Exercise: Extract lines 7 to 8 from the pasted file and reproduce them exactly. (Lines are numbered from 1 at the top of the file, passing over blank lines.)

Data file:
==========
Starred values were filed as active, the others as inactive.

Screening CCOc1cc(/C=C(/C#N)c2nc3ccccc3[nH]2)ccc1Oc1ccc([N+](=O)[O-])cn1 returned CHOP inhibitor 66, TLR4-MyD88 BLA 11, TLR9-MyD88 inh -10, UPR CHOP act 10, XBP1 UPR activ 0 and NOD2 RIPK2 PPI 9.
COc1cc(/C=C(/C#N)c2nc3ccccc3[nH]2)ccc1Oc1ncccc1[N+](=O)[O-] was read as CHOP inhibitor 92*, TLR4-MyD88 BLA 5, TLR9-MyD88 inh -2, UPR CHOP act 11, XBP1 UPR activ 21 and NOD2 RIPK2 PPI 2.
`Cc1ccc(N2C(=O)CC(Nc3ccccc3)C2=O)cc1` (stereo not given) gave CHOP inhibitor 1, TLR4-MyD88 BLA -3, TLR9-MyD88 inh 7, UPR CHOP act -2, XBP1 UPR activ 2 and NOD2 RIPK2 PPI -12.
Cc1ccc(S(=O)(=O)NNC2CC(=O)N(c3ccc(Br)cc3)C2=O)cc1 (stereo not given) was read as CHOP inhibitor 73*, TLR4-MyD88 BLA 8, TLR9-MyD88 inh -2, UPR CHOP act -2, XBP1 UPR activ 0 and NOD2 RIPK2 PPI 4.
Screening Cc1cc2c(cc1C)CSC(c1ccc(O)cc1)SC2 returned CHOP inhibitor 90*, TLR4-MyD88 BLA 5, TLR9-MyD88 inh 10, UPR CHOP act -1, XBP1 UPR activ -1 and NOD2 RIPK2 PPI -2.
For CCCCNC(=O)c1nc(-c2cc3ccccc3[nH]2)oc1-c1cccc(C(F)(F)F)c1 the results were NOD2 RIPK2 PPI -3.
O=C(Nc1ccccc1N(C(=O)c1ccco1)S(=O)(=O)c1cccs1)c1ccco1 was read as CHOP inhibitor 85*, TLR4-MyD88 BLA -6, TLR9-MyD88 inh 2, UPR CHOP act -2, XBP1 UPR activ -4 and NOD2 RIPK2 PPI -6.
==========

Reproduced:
For CCCCNC(=O)c1nc(-c2cc3ccccc3[nH]2)oc1-c1cccc(C(F)(F)F)c1 the results were NOD2 RIPK2 PPI -3.
O=C(Nc1ccccc1N(C(=O)c1ccco1)S(=O)(=O)c1cccs1)c1ccco1 was read as CHOP inhibitor 85*, TLR4-MyD88 BLA -6, TLR9-MyD88 inh 2, UPR CHOP act -2, XBP1 UPR activ -4 and NOD2 RIPK2 PPI -6.